In: PLoS ONE, Vol. 12, No. 8, 07.08.2017.

Research output: Contribution to journalArticle

TY - JOUR

T1 - Evaluation of bactericidal and anti-biofilm properties of a novel surface-active organosilane biocide against healthcare associated pathogens and Pseudomonas aeruginosa biolfilm

AU - Murray, Jason

AU - Muruko, Tendai

AU - Gill, Chris IR

AU - Kearney, Patricia

AU - Farren, David

AU - Scott, Michael G

AU - McMullan, Geoff

AU - Ternan, Nigel G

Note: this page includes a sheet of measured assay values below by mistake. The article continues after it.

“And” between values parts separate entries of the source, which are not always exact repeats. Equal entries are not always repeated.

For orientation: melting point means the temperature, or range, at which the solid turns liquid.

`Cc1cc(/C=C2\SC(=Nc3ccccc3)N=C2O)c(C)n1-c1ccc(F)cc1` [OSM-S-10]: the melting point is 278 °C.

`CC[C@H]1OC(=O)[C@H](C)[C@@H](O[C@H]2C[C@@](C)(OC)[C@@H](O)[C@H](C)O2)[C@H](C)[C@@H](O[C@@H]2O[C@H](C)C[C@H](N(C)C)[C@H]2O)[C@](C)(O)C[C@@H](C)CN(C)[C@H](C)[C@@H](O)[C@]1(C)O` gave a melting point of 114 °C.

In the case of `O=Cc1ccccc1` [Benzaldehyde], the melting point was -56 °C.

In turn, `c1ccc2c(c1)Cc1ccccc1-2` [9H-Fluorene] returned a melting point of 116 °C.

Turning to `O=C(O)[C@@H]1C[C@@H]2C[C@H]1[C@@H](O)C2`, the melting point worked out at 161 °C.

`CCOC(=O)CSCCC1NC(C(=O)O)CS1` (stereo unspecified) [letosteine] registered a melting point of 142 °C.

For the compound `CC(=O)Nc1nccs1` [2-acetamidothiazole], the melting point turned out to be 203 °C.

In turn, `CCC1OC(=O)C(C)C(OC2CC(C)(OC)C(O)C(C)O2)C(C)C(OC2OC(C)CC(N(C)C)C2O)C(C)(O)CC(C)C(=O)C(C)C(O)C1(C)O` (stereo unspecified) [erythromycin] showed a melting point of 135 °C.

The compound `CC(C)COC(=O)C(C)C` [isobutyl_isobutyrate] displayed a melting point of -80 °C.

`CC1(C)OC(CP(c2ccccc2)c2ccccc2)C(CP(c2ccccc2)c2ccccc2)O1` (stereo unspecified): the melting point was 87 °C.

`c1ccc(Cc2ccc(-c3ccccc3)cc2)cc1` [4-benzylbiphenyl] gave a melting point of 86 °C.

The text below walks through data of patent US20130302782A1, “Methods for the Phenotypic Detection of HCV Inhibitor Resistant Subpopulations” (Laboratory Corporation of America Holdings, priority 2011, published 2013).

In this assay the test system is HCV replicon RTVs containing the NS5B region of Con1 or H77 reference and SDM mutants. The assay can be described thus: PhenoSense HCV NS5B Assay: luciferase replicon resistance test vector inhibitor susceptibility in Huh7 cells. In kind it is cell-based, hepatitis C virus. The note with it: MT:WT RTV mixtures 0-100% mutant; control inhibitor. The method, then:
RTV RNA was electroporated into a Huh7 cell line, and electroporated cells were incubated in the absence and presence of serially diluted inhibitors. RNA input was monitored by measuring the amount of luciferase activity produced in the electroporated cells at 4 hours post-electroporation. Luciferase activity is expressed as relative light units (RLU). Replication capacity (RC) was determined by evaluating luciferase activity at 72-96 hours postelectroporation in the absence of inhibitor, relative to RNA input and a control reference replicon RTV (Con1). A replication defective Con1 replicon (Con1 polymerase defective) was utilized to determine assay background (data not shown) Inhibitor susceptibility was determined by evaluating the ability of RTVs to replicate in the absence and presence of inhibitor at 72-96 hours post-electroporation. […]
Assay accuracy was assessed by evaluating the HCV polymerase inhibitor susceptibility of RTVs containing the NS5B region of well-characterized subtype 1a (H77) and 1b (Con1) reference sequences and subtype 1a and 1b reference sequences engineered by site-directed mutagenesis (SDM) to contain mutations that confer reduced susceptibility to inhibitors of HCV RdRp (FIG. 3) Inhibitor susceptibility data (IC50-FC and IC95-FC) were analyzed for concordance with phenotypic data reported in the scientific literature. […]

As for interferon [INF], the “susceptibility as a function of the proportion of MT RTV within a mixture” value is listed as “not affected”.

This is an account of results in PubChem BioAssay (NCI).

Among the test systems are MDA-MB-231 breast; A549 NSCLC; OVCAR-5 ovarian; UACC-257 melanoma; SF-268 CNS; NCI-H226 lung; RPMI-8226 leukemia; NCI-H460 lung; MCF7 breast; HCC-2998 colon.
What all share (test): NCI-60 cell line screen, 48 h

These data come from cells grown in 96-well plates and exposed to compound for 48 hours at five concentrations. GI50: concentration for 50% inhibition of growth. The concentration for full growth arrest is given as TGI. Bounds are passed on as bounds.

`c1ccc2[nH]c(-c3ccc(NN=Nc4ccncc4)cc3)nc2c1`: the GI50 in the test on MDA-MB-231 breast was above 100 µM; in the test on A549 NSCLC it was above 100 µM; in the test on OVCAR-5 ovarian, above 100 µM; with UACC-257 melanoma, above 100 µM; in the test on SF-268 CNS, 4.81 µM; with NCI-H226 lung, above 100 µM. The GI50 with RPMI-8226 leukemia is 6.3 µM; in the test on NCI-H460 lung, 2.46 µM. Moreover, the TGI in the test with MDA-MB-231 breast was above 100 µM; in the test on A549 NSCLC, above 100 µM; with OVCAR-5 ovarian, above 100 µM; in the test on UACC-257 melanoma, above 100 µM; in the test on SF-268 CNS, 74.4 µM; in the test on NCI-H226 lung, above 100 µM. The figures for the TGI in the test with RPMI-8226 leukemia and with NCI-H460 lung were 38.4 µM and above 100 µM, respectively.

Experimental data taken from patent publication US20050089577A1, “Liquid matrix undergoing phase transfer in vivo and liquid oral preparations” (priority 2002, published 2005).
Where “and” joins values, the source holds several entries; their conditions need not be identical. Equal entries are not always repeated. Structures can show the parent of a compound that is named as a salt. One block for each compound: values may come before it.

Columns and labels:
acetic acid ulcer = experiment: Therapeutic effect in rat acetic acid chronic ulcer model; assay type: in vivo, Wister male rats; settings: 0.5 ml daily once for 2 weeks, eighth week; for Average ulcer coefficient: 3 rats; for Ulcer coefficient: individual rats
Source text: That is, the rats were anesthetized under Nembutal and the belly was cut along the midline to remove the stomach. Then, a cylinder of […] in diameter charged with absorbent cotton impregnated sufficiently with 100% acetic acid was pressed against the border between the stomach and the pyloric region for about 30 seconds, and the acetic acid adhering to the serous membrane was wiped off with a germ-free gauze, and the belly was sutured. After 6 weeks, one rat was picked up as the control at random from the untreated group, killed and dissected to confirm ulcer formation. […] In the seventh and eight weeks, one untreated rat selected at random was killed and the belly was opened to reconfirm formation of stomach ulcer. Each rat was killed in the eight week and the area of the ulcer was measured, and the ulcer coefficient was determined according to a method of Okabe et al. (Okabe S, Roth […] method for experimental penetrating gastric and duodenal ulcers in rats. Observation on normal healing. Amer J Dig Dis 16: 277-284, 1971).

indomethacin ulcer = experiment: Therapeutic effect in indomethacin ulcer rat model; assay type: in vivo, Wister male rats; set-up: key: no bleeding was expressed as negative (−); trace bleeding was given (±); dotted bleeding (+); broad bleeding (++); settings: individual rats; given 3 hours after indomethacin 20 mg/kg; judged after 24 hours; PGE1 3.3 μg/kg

N1 - Reference text: 1. Zingg W, Holmes A, Dettenkofer M, Goetting T, Secci F, Clack L, et al. Hospital organisation, management, and structure for prevention of health-care-associated infection: a systematic review and expert consensus. Lancet. Infect. Dis. 2015;15:212–224 2. Zimlichman E, Henderson D, Tamir O, Franz C, Song P, Yamin CK, et al. . Health care-associated infections: a meta-analysis of costs and financial impact on the US health care system. JAMA Intern Med. 2013;173:2039–2046. 3. van Kleef E, Robotham J V, Jit M, Deeny SR, Edmunds WJ. Modelling the transmission of healthcare associated infections: a systematic review. BMC Infect. Dis. 2013;13:294 4. Wagenvoort JH, Sluijsmans W, Penders RJ. Better environmental survival of outbreak vs. sporadic MRSA isolates. J. Hosp. Infect. 2000;45:231–234 5. Otter JA, Yezli S, Salkeld JAG, French GL. Evidence that contaminated surfaces contribute to the transmission of hospital pathogens and an overview of strategies to address contaminated surfaces in hospital settings. Am. J. Infect. Control. 2013;41:S6–11 6. Wagenvoort JHT, De Brauwer EIGB, Penders RJR, Willems RJ, Top J, Bonten MJ. Environmental survival of vancomycin-resistant Enterococcus faecium. J. Hosp. Infect. 2011;77:282–283 7. Thomas E, Bémer P, Eckert C, Guillouzouic A, Orain J, Corvec S, et al. Clostridium difficile infections: analysis of recurrence in an area with low prevalence of 027 strain. J. Hosp. Infect. 2016. 8. Abdallah M, Benoliel C, Drider D, Dhulster P, Chihib N-E. Biofilm formation and persistence on abiotic surfaces in the context of food and medical environments. Arch. Microbiol., vol. 196, no. 7, pp. 453–472, Jul. 2014. 9. Walker JT, Jhutty A, Parks S, Willis C, Copley V, Turton JF, et al. Investigation of healthcare-acquired infections associated with Pseudomonas aeruginosa biofilms in taps in neonatal units in Northern Ireland. J. Hosp. Infect. 2014;86:16–23 10. Hota B. Contamination, disinfection, and cross-colonization: are hospital surfaces reservoirs for nosocomial infection? Clin. Infect. Dis. 2004;39:1182–1189 11. French GL, Otter JA, Shannon KP, Adams NMT, Watling D, Parks MJ. Tackling contamination of the hospital environment by methicillin-resistant Staphylococcus aureus (MRSA): a comparison between conventional terminal cleaning and hydrogen peroxide vapour decontamination. J. Hosp. Infect. 2004;57:31–33 12. Beggs C, Knibbs LD, Johnson GR, Morawska L. Environmental contamination and hospital-acquired infection: factors that are easily overlooked. Indoor Air. 2015;25:462–474 13. Ramphal L, Suzuki S, McCracken IM, Addai A. Improving hospital staff compliance with environmental cleaning behavior. Proc. (Bayl. Univ. Med. Cent). 2014;27:88–91 14. Hardy KJ, Oppenheim BA, Gossain S, Gao F, Hawkey PM. A study of the relationship between environmental contamination with methicillin-resistant Staphylococcus aureus (MRSA) and patients’ acquisition of MRSA. Infect. Control Hosp. Epidemiol. 2006;27:127–132 15. Abreu AC, Tavares RR, Borges A, Mergulhão F, Simões M. Current and emergent strategies for disinfection of hospital environments. J. Antimicrob. Chemother. 2013;68:2718–2732 16. Aldeyab MA, Mcelnay JC, Elshibly SM, Hughes CM, Mcdowell DA, McMahon MAS, et al. Evaluation of the Efficacy of a Conventional Cleaning Regimen in Removing Methicillin ‐ Resistant Staphylococcus aureus From Contaminated Surfaces in an Intensive Care Unit. Infect Control Hosp Epidemiol. 2009;30(3):304-306. 17. Muller MP, MacDougall C, Lim M. Antimicrobial surfaces to prevent healthcare-associated infections: a systematic review. J. Hosp. Infect. 2015;92:7–13 18. Diseases and Organisms in Healthcare Settings. U.S. Centers for Disease Control and Prevention Website. http://www.cdc.gov/HAI/organisms/organisms.html. Published 2014. Accessed 08 March 2016. 19. Altaf M, Miller CH, Bellows DS, O’Toole R. Evaluation of the Mycobacterium smegmatis and BCG models for the discovery of Mycobacterium tuberculosis inhibitors. Tuberculosis (Edinb). 2010;90:333–337 20. Baxa D, Shetron-Rama L, Golembieski M, Golembieski M, Jain S, Gordon M, et al. In vitro evaluation of a novel process for reducing bacterial contamination of environmental surfaces. Am. J. Infect. Control. 2011;39:483–487 21. Djordjevic D, Wiedmann M, McLandsborough LA. Microtiter Plate Assay for Assessment of Listeria monocytogenes Biofilm Formation. Appl. Environ. Microbiol. 2002;68:2950–2958 22. O’Toole, GA. Microtitre Dish Biofilm Formation Assay. JoVE. 2011;47:2437. 23. Shen Y, Köller T, Kreikemeyer B, Nelson DC. Rapid degradation of Streptococcus pyogenes biofilms by PlyC, a bacteriophage-encoded endolysin. J. Antimicrob. Chemother. 2013;68:1818–1824 24. Webb JS, Thompson LS, James S, Charlton T, Tolker-Nielsen T, Koch B, et al. Cell Death in Pseudomonas aeruginosa Biofilm Development. J. Bacteriol. 2003;185:4585–4592 25. Bauer J, Siala W, Tulkens PM, Van Bambeke F. A combined pharmacodynamic quantitative and qualitative model reveals the potent activity of daptomycin and delafloxacin against Staphylococcus aureus biofilms. Antimicrob. Agents Chemother. 2013;57:2726–2737 26. Whitchurch CB, Tolker-Nielsen T, Ragas, PC, Mattick, JS. Extracellular DNA Required for Bacterial Biofilm Formation. Science. 2002;295(5559):148727. Otter JA, Vickery K, Walker JT, deLancey Pulcini E, Stoodley P, Goldenberg SD, et al. Surface-attached cells, biofilms and biocide susceptibility: implications for hospital cleaning and disinfection. J Hosp Infect. 2015;89(1):16–27. 28. Percival SL, Suleman L, Vuotto C, Donelli G. Healthcare-associated infections, medical devices and biofilms: risk, tolerance and control. J Med Microbiol. 2015;64(4):323-334. 29. Devlin-Mullin A, Todd NM, Golrokhi Z, Geng H, Konerding MA, Ternan NG, et al. Atomic Layer Deposition of a Silver Nanolayer on Advanced Titanium Orthopedic Implants Inhibits Bacterial Colonization and Supports Vascularized de Novo Bone Ingrowth. Adv Healthc Mater. 2017;6(11). 30. Bayles KW. The biological role of death and lysis in biofilm development. Nature Rev. Microbiol. 2007;5:721-726